nik-color-detail

Glamour glow

This is primary a filter for portrait photos, but it can also be used for landscape shots. Especially fluffy clouds looks better after this is applied. It gives a glow and contrast to everything and you can also choose the temperature of the glow.
nik-color-glow

Darken/Lighten center

Creates a vignette around the photo, but also brightens the center. This is currently my favorite way to add a vignette. Adding a vignette can help guide the eyes into the center of the photo, so making it more interesting.
nik-color-darken

Cross processing

Cross processing simulates an effect from analog photography, where chemical solutions intended for different types of films were used to develop the photo. This creates a color shift in all color channels. There are multiple color shifts available and and you can specify the strength used.
nik-color-cross

Brilliance/Warminth

This one adds color. And it you push it into higher settings, you will see colors you didn’t even know were in your photo. Again, should be used with lower settings, not as in this example screenshot.
nik-color-warmith

Sunlight

Fills you whole image with light. It really feels like if you took your photo during a very sunny day. It can help you  a lot when you have taken your photos during a grey, very cloudy day.
nik-color-sunlight

Polarization

This one simulates the polarization filter that you attach to your lens. You can specify the rotation and strength, and it will saturate and darken all the blue areas in you photo.
nik-color-polarize

Indian summer

Change your summer shots into autumn shots. That’s exactly what this filter does. It takes all you green areas and changes them into yellow, orange or red ones.
nik-color-indian

Tonal contrast

Tonal contrast filter created a lot of local detail. You can specify how much the highlights, mid-tones and shadows are affected. This one can get you that grungy HDR look.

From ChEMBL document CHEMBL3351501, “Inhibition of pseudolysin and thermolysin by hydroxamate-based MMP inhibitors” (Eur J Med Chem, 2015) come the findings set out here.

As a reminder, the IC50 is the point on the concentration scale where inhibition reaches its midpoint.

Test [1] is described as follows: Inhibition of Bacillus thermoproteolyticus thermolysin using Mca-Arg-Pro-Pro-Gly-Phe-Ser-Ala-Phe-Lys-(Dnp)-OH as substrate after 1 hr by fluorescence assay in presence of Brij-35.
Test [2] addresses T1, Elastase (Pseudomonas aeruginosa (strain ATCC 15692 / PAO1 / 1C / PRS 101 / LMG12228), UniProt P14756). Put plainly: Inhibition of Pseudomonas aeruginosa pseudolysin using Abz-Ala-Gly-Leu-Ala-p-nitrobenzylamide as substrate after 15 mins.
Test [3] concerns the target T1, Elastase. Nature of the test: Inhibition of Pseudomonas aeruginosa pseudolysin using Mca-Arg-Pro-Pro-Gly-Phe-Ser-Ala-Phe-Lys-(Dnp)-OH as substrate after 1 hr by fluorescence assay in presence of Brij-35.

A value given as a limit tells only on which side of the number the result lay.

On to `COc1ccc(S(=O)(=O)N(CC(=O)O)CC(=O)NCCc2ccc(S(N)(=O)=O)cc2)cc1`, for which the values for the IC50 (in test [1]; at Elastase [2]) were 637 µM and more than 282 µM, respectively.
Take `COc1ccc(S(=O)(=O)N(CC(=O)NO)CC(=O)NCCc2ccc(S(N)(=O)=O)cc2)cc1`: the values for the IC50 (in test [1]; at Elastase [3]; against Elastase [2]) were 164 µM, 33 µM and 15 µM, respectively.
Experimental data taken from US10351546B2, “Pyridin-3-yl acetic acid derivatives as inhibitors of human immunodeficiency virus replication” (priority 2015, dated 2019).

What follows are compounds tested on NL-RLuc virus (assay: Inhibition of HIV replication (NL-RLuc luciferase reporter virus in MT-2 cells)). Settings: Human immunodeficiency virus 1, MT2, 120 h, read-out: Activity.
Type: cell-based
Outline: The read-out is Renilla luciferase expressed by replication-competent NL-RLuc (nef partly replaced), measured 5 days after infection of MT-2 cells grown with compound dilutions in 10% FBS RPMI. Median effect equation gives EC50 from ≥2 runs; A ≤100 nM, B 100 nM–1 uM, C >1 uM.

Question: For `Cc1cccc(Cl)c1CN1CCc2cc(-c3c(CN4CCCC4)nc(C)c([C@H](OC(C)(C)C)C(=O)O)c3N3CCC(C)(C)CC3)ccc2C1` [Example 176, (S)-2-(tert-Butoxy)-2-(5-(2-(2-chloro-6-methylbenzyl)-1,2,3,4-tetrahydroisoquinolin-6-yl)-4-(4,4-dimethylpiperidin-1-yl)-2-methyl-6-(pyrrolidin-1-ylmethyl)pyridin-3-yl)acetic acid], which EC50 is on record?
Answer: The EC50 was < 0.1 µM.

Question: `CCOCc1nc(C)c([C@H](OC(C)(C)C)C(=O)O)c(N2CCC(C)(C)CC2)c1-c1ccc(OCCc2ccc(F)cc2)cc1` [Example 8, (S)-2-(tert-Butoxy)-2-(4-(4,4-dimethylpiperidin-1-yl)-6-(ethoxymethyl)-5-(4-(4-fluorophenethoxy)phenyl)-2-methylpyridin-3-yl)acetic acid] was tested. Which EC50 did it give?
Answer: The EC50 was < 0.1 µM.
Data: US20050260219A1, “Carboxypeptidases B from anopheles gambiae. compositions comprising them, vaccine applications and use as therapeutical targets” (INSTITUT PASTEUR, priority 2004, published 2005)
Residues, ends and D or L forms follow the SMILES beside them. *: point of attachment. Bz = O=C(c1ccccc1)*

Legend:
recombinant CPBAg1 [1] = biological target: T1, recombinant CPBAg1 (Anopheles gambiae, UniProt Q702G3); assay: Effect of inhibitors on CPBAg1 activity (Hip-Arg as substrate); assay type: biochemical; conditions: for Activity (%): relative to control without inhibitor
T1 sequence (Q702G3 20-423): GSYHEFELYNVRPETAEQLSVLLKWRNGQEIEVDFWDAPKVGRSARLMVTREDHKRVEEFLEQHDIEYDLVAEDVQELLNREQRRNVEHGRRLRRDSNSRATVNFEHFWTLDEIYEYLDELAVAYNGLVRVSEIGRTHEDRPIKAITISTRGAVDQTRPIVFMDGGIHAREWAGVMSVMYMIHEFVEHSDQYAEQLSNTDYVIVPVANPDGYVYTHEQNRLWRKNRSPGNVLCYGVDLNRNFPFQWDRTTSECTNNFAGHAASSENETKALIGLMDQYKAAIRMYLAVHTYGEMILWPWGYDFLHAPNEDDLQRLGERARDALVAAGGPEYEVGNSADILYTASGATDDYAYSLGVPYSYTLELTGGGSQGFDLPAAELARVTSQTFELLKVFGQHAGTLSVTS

nik-color-tonal

Additional you can use control points, to specify areas where the effect is used/not used. This is very hand if you don’t want to mask the layer with the original picture afterwards. It can help you to be faster in your processing of photos.

Color efex also always creates a new layer on which it applies the filer, which is very hand if you want to use it only on part of your photo. But be careful that you have no selection made, as that will make the effect only on the parts of the selection. Also if you want to have it effecting all layers, create a merged copy first.

Overall Color efex is one of the best plugins for photography editing you can get. It makes the work faster and easier. The only thing I don’t like, is that the Color efex window always wants to be in focus, so it forces you to look at progress bars. If you use it a lot, this can be so irritating. But that’s only a minor issue and it does not effect the performance of the plugin in anyway.

For additional information on Color efex, you can visit the Nik collection site here http://www.google.com/nikcollection/. Google does not offer any discount codes there, but if you look around, you maybe find one of the old ones, and can get the collection for a little cheaper :)

View all my other reviews here.

And here are few photos I used this plugin on. You can actually say, I used it in almost every single of my photos, in one way or another.
Easter Market
Summer colors
Bridges over Vltava

Oloneo Photoengine

I use multiple approaches and programs for my HDR processing and blending. One of my favorites is also the Oloneo Photoengine. As all HDR programs go, the results vary from photo to photo, but there are some points that make this one of the best programs to blend you photos. Except the last part, this review is also about HDRengine, which is a part of Photoengine.

Speed

This is the fastest blending program I ever used. You can see all the changes you do on the photo in real time, and once they are done, you can directly save the photo, without any additional time needed for processing.
Oloneo Photoengine

Sharpness of result

A lot of HDR programs can remove a lot of sharpness from the photo. In my experience Photoengine leaves most of the sharpness in tact. The only way I can get more, is if I blend the photos manually in Photoshop.
Oloneo Photoengine

Easy to use

This is my favorite thing about Photoengine. As I don’t really use presets that much, I really like that I’m able to get my result by using only one slider. Just by using the TM Strength I can get the result I need maybe 90% of the time. The rest of the time I only add more contrast and maybe change the white balance.
Oloneo Photoengine

Single Image processing

Oloneo Photoengine doesn’t care if you put in one photo or multiple, it will treat them all the same, and you can use all the tools in both situations.

Other HDR editing features

Among other notable features, is the Natural HDR mode, which will make your photo more realistic (especially it will remove over-saturated colors), Detail strength, which will add a lot of detail, and I think should be used very lightly and complete set of tools needed to correct the colors or colorize your photo. All this tools are great if you don’t plan to continue your edit in Photoshop, but I don’t use them that often.
Oloneo Photoengine

Photoengine vs. HDRengine